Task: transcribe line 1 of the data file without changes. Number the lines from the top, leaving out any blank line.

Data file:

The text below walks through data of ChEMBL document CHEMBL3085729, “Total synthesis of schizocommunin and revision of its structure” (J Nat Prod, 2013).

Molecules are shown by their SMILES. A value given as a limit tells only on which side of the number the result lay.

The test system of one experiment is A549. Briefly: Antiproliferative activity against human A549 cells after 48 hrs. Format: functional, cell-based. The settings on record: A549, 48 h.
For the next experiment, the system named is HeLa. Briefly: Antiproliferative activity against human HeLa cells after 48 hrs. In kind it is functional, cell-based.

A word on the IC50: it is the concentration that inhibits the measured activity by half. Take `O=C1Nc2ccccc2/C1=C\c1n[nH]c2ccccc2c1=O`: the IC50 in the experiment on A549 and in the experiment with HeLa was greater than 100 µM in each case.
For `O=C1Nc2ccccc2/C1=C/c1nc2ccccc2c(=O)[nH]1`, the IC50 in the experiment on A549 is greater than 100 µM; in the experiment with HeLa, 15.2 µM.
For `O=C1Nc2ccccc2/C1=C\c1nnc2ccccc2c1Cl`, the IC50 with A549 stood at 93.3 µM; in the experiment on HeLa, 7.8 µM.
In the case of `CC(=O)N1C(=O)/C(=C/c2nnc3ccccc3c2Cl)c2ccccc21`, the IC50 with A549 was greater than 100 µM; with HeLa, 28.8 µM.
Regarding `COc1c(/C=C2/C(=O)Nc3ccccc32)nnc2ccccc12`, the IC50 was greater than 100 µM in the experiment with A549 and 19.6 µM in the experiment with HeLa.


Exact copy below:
The text below walks through data of ChEMBL document CHEMBL3085729, “Total synthesis of schizocommunin and revision of its structure” (J Nat Prod, 2013).